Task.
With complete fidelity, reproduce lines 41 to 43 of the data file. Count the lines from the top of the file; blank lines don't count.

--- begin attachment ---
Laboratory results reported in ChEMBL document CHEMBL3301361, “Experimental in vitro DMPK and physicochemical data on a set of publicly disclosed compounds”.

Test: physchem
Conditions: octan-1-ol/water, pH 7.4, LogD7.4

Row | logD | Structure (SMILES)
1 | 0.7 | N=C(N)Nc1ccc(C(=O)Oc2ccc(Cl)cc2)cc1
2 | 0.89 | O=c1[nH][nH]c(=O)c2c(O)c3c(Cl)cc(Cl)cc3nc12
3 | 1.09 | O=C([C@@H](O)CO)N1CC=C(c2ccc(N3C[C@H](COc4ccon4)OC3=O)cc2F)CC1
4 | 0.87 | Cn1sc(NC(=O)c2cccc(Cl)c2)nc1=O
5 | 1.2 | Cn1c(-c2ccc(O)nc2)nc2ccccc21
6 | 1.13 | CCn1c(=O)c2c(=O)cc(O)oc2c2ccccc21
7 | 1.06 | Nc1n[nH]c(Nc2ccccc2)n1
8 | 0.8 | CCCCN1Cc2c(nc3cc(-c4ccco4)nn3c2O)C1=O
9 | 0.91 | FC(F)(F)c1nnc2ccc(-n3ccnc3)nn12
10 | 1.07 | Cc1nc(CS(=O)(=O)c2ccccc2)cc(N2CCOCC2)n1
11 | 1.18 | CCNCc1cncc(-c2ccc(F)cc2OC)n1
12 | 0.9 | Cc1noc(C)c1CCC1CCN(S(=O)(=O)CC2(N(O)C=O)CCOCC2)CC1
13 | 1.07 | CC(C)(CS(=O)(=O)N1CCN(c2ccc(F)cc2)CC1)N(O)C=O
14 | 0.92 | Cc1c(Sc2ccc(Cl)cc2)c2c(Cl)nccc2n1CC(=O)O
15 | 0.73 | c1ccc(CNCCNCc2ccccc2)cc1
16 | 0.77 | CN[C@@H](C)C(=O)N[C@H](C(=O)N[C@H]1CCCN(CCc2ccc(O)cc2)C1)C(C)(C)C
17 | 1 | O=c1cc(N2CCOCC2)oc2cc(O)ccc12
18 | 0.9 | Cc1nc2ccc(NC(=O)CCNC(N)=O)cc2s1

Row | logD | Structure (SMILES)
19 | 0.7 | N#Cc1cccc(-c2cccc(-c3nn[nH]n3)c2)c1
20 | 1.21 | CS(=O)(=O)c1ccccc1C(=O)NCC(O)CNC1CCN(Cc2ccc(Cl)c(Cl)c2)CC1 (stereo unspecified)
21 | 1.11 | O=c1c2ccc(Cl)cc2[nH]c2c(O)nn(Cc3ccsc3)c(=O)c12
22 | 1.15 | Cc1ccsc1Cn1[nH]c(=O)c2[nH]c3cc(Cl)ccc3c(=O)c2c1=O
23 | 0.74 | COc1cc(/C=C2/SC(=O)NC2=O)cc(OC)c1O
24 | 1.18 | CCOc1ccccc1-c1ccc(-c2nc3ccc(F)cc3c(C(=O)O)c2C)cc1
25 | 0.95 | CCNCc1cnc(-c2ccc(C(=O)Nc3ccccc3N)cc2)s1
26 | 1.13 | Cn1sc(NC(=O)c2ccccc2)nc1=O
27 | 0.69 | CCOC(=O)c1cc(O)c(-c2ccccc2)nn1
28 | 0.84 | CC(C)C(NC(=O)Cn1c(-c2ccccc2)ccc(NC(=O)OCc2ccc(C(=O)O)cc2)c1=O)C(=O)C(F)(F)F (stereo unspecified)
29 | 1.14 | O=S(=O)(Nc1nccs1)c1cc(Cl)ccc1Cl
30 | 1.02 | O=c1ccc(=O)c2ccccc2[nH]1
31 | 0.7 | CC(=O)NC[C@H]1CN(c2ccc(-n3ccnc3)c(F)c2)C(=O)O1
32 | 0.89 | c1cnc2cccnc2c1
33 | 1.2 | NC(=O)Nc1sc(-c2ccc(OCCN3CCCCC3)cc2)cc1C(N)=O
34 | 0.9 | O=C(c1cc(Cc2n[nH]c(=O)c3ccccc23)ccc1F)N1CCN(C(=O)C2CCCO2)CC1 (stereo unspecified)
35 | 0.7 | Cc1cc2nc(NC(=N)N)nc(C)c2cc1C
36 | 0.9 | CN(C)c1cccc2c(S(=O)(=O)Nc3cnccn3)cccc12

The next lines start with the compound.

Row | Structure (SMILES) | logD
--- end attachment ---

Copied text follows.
36 | 0.9 | CN(C)c1cccc2c(S(=O)(=O)Nc3cnccn3)cccc12

The next lines start with the compound.

Row | Structure (SMILES) | logD